Tomato Memoirs


For some people, early September is tomato season, not just the time for harvesting a fruit once believed to be poisonous, but those two weeks of the year when garage doors in our ghettos are slightly ajar as propane quietly burns indoors.


While most garages store cars, junk and dust, many Italian Canadians’ garages bustle with activity around Labour Day. Hundreds of jars of tomatoes are being preserved.


It was Mario at work who got me thinking about pommodore or “golden apples” if you translate the Latin-Italian combo directly. On the previous night, he had just bought four bushels for his 84 year-old mother, and when he arrived with the goods from the market, her eyes were alit. In the words of his wife, a modern Italian who sins by using store-bought sauce in the winter, the old woman’s expression was orgasmic.


For senior citizens, Canadian winters are cruel, taking their toll as more people die in the snowy months than during any other season. Tomato sauce to a traditionalist must unconsciously be a symbol of hope. One hundred fifty jars stored in the cantina act like a companion, promising to pull the aged through another counted year of life. Sauce is the colour of blood, and like life itself, it can be sweet and aromatic.


When we were children, tomato-time was a community effort. Someone inevitably had a pickup that would be driven off the island, either to the farms of Laval or to those of the South Shore. Additional cars would follow, filled with child labourers, kin and neighbours for extra tomato-picking support.


The tomato farmer whose fields were about to be invaded was typically not Italian, thinner than most of us, and especially apprehensive, having heard stories from his neighbours who had seen similar hillbillies ravaging through their fields like locusts (mind you, cute and pudgy ones) and overpacking bushels to double the sane density.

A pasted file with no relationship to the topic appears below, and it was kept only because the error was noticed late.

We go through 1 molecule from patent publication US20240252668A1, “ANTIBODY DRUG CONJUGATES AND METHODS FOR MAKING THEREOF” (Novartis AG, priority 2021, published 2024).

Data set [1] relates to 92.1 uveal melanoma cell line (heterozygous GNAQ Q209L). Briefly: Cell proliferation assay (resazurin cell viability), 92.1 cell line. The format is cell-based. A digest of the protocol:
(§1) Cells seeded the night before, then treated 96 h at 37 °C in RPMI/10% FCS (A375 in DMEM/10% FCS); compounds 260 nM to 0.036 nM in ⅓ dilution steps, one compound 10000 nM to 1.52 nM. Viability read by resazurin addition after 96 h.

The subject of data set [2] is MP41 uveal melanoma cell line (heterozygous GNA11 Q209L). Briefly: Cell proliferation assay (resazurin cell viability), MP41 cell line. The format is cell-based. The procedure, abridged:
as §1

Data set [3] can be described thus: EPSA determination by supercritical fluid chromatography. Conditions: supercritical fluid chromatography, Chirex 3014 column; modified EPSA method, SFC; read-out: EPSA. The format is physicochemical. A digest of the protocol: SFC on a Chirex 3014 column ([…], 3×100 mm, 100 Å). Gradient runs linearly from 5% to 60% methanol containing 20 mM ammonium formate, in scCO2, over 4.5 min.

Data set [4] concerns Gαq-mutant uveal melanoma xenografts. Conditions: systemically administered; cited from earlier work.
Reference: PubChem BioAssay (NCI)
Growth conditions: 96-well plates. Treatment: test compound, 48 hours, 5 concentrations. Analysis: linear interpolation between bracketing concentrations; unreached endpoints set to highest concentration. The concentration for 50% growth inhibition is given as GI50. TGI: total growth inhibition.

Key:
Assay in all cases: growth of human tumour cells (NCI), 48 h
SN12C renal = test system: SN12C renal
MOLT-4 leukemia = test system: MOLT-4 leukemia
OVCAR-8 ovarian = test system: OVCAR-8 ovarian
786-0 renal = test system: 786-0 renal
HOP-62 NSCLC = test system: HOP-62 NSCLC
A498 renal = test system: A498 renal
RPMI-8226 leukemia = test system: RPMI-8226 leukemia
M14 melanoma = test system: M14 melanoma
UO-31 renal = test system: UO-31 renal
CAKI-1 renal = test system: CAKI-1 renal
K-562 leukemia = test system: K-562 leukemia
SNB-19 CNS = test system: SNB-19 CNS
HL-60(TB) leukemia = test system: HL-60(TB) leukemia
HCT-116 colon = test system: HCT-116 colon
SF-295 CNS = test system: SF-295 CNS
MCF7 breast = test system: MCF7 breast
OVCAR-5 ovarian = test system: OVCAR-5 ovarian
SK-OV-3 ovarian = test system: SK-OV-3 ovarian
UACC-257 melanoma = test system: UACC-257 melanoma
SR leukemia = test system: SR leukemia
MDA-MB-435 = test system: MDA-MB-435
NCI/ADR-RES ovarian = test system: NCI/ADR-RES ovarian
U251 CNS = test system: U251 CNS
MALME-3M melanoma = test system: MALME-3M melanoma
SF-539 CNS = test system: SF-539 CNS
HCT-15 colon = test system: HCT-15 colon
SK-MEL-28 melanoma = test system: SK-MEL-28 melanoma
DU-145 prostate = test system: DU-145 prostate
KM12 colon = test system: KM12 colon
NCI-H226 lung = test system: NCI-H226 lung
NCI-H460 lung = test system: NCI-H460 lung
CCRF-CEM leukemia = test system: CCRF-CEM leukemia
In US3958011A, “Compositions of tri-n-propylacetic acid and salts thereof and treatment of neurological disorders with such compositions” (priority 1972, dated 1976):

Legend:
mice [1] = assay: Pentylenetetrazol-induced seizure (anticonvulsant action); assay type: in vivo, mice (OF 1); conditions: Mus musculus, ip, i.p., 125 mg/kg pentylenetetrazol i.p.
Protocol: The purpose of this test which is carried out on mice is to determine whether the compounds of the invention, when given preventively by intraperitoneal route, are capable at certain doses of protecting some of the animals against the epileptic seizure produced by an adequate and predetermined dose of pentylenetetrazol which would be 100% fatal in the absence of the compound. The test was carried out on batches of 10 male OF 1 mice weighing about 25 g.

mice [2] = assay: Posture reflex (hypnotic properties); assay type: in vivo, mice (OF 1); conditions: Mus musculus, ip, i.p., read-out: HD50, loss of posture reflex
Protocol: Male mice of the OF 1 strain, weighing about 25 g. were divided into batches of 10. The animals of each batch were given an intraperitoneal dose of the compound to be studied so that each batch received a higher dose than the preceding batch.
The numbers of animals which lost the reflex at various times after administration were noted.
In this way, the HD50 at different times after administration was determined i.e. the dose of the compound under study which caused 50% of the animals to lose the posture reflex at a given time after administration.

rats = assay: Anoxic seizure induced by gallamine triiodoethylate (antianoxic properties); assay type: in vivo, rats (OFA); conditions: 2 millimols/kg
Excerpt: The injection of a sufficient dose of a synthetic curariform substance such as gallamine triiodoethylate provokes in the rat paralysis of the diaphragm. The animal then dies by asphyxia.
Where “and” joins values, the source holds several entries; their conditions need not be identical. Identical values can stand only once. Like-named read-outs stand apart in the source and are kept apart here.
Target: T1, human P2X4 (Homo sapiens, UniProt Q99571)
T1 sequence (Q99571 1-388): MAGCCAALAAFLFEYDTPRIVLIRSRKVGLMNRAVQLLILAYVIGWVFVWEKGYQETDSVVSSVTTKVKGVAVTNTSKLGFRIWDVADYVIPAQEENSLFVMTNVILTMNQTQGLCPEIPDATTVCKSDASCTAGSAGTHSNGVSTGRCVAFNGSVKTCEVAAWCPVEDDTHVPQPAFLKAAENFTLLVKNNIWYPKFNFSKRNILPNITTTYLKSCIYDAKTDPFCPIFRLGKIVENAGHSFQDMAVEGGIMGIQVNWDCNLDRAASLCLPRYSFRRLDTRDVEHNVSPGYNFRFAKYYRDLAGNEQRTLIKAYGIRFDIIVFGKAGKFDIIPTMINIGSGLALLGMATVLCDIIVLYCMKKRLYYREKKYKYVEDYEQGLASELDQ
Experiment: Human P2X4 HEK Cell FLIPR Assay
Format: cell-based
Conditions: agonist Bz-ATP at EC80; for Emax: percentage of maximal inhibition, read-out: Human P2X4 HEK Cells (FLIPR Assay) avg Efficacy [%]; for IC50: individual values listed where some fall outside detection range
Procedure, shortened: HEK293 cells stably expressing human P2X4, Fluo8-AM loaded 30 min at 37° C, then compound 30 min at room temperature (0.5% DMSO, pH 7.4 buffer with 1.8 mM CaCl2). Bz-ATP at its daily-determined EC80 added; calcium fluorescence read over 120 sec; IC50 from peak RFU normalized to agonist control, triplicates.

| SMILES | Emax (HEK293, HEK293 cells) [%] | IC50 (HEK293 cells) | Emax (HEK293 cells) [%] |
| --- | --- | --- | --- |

After driving the treasure home, we laid the fruit out on old blankets to let it ripen. For an entire week the house smelled of tomatoes, the aroma intensifying if rookies had mistakenly picked bruised or rotten samples.


The next weekend, the home with the widest garage was chosen, a makeshift table was set up and tasks were assigned. It was a division of labour that was the envy of efficient industrialists; there were washers who recycled Unico, Kraft and Pisa glassware for bottling, cutters, grinders, bottlers who slipped in a leaf of garden-fresh basil and strong-wristed cappers.


My favorite part was the actual cooking stage. Old oil barrels were taken to the fields, where our parents placed the containers on leftover construction blocks. Sauce jars were wrapped in old rags; the nearest neighbour’s hose would be dragged out to fill each barrel with water. At night, while crickets chirped away, and when uninvolved neighbours least suspected it, the fires were lit. We played hide-and-seek for hours in spite of the darkness, knowing that our parents would not retreat into their homes until the sauce had been preserved.